1. Asthma drug may be the solution to chronic hives

Asthma drug may be the solution to chronic hives

Chronic hives sufferers can breathe a sigh of relief as a recent study has found that a drug already used to treat moderate to severe allergic asthma can help them.

By: | Washington D.c. | Published: April 8, 2017 8:03 AM
People affected by the disorder often experience a reduced quality of life, and are forced to make adjustments to both their social and working lives. (Reuters)

Chronic hives sufferers can breathe a sigh of relief as a recent study has found that a drug already used to treat moderate to severe allergic asthma can help them. Patients who develop itchy wheals in response to cold or friction benefit from treatment with omalizumab, a drug normally used to treat asthma. Two separate clinical studies, conducted by researchers from Charité – Universitätsmedizin Berlin, have shown the drug’s active substance to be highly effective against different types of urticaria (hives).

Cold urticaria and symptomatic dermographism are different forms of inducible urticaria, a skin disease characterized by itchy wheals, which develop in response to physical stimuli such as cold or friction. Patients with cold urticaria, for instance, cannot go swimming in the sea without risking an allergic reaction that may lead to shock; similarly, they cannot hold items colder than room temperature. In patients with symptomatic dermographism, even gentle friction, such as that caused by clothing or physical contact, can result in severe itching.

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People affected by the disorder often experience a reduced quality of life, and are forced to make adjustments to both their social and working lives. As part of two investigator-initiated, multicenter, randomized, placebo-controlled trials, researchers from the Department of Dermatology, Venereology and Allergology used the monoclonal antibody omalizumab to treat two different patient groups (61 patients with symptomatic dermographism and 31 patients with cold urticaria) for a period of three months.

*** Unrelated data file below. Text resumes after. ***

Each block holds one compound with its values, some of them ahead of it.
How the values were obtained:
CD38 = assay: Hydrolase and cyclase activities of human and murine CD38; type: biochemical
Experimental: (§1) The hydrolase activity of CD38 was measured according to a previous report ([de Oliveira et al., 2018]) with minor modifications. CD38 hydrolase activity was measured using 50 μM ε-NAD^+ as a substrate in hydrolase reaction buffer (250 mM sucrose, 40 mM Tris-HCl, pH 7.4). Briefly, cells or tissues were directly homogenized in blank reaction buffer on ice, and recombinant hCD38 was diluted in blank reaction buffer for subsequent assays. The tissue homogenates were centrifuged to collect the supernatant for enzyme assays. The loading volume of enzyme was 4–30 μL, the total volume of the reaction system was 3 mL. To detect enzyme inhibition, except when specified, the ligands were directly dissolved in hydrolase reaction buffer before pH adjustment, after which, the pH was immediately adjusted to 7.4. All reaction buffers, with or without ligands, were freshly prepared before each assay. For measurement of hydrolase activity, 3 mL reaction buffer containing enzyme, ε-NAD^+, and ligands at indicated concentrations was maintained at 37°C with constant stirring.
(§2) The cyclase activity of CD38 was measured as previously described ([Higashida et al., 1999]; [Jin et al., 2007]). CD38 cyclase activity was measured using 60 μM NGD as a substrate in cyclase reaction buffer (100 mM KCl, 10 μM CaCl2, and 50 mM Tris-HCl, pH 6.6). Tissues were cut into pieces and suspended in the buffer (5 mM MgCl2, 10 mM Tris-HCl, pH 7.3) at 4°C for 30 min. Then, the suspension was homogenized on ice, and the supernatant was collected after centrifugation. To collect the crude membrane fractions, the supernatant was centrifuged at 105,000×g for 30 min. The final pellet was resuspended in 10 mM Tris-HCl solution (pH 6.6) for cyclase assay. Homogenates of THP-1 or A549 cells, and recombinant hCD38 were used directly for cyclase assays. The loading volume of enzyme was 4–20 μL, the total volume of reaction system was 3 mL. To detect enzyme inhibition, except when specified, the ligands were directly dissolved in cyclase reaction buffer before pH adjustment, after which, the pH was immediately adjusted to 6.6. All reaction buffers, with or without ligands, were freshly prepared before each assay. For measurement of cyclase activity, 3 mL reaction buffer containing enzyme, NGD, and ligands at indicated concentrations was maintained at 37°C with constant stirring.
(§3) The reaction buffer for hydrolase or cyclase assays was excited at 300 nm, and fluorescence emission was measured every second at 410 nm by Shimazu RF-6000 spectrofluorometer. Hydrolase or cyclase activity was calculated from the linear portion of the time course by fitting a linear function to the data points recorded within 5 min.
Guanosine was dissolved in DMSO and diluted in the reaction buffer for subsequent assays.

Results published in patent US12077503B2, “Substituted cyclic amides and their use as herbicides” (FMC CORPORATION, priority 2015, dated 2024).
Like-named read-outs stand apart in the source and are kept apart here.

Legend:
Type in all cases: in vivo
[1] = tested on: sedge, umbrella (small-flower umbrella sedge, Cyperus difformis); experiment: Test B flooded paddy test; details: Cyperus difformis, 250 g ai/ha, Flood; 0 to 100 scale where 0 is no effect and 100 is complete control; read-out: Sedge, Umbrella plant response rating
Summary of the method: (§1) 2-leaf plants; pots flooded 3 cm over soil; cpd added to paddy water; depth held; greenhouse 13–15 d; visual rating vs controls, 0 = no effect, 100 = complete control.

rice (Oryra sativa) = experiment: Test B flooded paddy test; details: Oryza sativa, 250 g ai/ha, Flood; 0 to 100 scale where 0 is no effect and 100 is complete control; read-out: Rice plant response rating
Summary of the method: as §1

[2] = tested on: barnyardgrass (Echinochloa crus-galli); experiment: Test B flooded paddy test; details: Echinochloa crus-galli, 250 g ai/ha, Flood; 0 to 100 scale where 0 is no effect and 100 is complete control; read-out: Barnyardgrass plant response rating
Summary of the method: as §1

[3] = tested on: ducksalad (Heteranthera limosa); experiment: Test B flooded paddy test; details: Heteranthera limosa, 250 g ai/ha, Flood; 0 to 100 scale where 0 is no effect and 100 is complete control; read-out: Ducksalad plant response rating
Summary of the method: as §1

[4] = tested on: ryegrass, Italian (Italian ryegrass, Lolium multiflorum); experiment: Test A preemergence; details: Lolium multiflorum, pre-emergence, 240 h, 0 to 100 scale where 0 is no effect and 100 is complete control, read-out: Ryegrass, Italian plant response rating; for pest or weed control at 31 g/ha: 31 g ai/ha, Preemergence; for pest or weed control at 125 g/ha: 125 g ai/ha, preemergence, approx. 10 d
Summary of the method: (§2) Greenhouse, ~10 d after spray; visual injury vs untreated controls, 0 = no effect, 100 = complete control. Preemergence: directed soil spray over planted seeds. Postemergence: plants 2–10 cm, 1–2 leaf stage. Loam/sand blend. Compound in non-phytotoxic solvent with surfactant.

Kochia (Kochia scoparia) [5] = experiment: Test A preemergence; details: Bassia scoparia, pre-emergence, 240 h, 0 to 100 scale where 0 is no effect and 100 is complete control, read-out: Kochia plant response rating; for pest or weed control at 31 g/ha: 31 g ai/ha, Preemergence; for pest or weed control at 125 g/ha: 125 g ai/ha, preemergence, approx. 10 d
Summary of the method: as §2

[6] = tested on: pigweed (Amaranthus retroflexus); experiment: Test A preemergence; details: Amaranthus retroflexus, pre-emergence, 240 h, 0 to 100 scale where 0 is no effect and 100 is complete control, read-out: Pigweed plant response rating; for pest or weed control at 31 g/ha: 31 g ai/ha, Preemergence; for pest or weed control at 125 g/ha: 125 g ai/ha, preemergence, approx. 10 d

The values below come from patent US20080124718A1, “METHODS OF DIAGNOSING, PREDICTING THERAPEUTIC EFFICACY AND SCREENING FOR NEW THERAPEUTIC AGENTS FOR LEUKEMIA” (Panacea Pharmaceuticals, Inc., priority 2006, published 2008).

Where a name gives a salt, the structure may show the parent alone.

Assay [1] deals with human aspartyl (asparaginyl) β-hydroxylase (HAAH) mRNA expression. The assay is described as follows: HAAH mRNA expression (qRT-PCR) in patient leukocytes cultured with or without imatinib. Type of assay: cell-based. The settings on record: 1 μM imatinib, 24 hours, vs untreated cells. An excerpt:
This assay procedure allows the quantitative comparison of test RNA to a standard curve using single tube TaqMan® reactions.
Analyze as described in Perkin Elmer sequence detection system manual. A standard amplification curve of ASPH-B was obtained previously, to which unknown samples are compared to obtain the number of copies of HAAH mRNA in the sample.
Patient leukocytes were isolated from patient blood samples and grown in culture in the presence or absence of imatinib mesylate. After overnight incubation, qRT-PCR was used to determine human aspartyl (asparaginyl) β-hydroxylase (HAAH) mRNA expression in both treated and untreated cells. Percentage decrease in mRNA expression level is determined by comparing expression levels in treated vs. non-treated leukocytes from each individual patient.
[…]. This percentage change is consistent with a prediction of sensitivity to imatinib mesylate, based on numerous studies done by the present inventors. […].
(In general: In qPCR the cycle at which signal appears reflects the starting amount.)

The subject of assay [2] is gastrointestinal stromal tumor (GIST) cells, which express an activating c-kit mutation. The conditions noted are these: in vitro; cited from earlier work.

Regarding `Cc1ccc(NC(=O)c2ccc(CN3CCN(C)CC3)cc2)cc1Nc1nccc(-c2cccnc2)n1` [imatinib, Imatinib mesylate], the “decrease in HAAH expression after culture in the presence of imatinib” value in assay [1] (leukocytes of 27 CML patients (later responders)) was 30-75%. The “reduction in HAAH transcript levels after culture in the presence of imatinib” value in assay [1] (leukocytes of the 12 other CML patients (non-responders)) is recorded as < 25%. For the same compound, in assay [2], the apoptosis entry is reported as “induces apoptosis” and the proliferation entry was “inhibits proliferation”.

In order to test the efficacy of treatment, researchers used objective measurement techniques to determine provocation threshold values for all study participants. Initial measurements were carried out prior to the first administration of the drug. Once the second dose had been administered, measurements were repeated at four-weekly intervals, followed by a final measurement two weeks after the final dose. Results showed that treatment with omalizumab led to significant improvements in symptoms in both groups of patients, and prevented symptoms in nearly half of all patients with cold urticaria and symptomatic dermographism, even after exposure to the relevant stimuli.

“Our results show that patients with severe forms of physical urticaria can benefit from treatment with omalizumab,” said researcher Martin Metz. The drug is currently only licensed for use in patients with traditional hives, known as chronic spontaneous urticaria. “However, given our data on the drug’s effectiveness in patients with cold urticaria and symptomatic dermographism, we are hopeful that the drug will be made available to both of these patient groups,” added Metz. The study appears in the Journal of Allergy and Clinical Immunology.

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